Novo Nordisk splashes out as oral semaglutide starts phase III
Novo Nordisk’s semaglutide, which could be the first oral alternative to injectable GLP-1 agonists in type 2 diabetes, has started phase III trials.
If it reaches the market, the oral formulation could have a massive impact on the GLP-1 agonist category, currently headed by Novo’s own $2 billion-a-year Victoza (liraglutide) brand which stands alongside other drugs such as AstraZeneca’s Bydureon (exenatide), GlaxoSmithKline’s Tanzeum/Eperzan (albiglutide) and Eli Lilly’s Trulicity (dulaglutide).
Semaglutide is also being developed as a once-weekly injection that has already been shown to provide good control of blood glucose in phase III trials, with a low risk of low blood sugar and beneficial effects on weight and appetite.
The new oral formulation has been developed with the help of Emisphere Technologies, and specifically its Eligen drug delivery technology, which attaches carrier molecules to the protein that allow it to be transported more readily across the lining of the gastrointestinal tract.
In phase II trials reported in February, oral semaglutide (also known as OG217SC) was found to be equivalent to the once-weekly injection of the drug in terms of its ability to reduce haemoglobin A1c levels (HbA1c), a measure of glucose control over time.
The phase III programme, called PIONEER, will consist of seven studies involving around 8,000 patients and will include a trial specifically looking at whether the drug can reduce cardiovascular disease in diabetics.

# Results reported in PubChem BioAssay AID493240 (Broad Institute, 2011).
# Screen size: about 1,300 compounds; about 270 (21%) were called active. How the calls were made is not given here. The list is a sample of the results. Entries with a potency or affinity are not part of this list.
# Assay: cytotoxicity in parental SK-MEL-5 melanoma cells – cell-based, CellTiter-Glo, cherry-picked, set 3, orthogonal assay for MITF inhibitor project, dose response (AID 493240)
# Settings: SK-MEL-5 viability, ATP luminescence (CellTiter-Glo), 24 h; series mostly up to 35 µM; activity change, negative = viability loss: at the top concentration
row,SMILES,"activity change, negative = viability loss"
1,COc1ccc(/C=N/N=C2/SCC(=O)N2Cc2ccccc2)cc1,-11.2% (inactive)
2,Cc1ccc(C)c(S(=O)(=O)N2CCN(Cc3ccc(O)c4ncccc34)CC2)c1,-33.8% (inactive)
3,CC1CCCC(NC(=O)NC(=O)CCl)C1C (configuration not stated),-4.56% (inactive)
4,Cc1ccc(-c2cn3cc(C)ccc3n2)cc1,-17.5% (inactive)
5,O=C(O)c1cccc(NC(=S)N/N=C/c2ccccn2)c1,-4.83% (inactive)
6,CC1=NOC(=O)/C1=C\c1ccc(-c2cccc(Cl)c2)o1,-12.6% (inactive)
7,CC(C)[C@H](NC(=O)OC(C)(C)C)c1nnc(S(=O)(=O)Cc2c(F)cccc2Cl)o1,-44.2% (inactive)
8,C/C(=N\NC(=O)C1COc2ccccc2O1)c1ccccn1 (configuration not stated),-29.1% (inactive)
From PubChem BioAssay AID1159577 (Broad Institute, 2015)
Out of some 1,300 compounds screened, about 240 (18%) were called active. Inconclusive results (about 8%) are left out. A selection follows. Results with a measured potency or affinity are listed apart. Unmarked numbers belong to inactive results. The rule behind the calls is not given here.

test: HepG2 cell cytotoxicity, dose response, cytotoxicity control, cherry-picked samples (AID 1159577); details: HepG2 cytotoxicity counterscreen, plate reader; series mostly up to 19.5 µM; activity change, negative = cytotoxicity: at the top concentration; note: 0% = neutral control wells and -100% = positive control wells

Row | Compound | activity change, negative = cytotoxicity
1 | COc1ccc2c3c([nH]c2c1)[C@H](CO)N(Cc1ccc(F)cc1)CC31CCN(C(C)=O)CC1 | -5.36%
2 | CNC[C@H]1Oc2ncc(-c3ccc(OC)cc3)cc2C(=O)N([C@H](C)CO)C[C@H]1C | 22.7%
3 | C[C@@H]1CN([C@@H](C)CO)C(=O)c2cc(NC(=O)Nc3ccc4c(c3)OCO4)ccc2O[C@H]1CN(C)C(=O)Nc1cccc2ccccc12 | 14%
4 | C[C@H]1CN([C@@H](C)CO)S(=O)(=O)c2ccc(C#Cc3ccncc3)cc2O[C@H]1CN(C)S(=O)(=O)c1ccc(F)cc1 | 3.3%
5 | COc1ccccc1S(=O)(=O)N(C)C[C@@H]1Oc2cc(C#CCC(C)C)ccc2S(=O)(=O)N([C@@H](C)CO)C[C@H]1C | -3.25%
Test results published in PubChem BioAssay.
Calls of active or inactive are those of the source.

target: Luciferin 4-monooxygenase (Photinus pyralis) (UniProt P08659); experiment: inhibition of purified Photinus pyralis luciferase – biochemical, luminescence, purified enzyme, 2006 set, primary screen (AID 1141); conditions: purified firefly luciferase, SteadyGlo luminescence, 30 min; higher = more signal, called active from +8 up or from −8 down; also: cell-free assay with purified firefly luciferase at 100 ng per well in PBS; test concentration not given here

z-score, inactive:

The first trial will compare a once-daily oral dose of semaglutide with Merck & Co’s oral DPP-4 inhibitor Januvia (sitagliptin) and is scheduled to get underway early next year.
Novo is leaving nothing to chance as it advances semaglutide and other drugs in its diabetes portfolio, announcing a $2 billion investment programme over the next five years that will boost its production capacity with the construction of two new facilities in the US and Denmark.
One of these, at Clayton in North Carolina, will focus on producing active pharmaceutical ingredients (APIs) for isemaglutide and other diabetes drugs, while the Danish plant in Måløv will be used for ‘tableting and packaging of oral semaglutide and future oral products’.
Both are due to come online in 2020, with the US facility employing 700 workers and the Danish plant employing 100.
“Delivering protein-based medicine like semaglutide in the form of a tablet and producing it on a large scale is a major challenge,” said Mads Krogsgaard Thomsen, Novo’s chief science officer.
“We are excited about the opportunities oral semaglutide represents as a new oral anti-diabetic agent to further improve type 2 diabetes treatment,” he added.
Analysts seem to share that excitement, with a number suggesting oral semaglutide – while still a risky project – could be the biggest driver for growth at Novo in the next few years, ahead of other new products such as obesity drug Saxenda (liraglutide).
Meanwhile, the start of phase III trials of oral semaglutide is also a boost for Novo after it published disappointing results from a trial of Victoza in type 1 diabetes this week, revealing that it put patients at increased risk of low blood sugar episodes when given alongside insulin.
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